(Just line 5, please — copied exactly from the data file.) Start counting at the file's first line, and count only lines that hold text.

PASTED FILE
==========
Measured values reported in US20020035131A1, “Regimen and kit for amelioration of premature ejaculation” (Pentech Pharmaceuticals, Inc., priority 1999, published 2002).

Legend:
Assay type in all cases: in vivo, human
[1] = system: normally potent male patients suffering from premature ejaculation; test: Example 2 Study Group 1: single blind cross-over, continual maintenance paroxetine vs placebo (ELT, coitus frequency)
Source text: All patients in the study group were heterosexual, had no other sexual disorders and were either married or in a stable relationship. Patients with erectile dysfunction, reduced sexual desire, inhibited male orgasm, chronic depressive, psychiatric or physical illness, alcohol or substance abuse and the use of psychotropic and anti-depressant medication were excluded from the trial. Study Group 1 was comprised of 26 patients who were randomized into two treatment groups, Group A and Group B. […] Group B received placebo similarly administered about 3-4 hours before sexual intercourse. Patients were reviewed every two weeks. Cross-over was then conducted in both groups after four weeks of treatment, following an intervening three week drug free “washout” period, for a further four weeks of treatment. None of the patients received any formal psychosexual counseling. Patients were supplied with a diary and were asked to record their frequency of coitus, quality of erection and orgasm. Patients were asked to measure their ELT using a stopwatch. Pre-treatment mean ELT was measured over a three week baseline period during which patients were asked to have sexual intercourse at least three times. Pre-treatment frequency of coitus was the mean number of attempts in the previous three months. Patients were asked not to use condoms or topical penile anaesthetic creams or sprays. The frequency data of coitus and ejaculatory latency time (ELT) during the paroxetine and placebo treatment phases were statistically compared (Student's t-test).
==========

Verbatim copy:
Source text: All patients in the study group were heterosexual, had no other sexual disorders and were either married or in a stable relationship. Patients with erectile dysfunction, reduced sexual desire, inhibited male orgasm, chronic depressive, psychiatric or physical illness, alcohol or substance abuse and the use of psychotropic and anti-depressant medication were excluded from the trial. Study Group 1 was comprised of 26 patients who were randomized into two treatment groups, Group A and Group B. […] Group B received placebo similarly administered about 3-4 hours before sexual intercourse. Patients were reviewed every two weeks. Cross-over was then conducted in both groups after four weeks of treatment, following an intervening three week drug free “washout” period, for a further four weeks of treatment. None of the patients received any formal psychosexual counseling. Patients were supplied with a diary and were asked to record their frequency of coitus, quality of erection and orgasm. Patients were asked to measure their ELT using a stopwatch. Pre-treatment mean ELT was measured over a three week baseline period during which patients were asked to have sexual intercourse at least three times. Pre-treatment frequency of coitus was the mean number of attempts in the previous three months. Patients were asked not to use condoms or topical penile anaesthetic creams or sprays. The frequency data of coitus and ejaculatory latency time (ELT) during the paroxetine and placebo treatment phases were statistically compared (Student's t-test).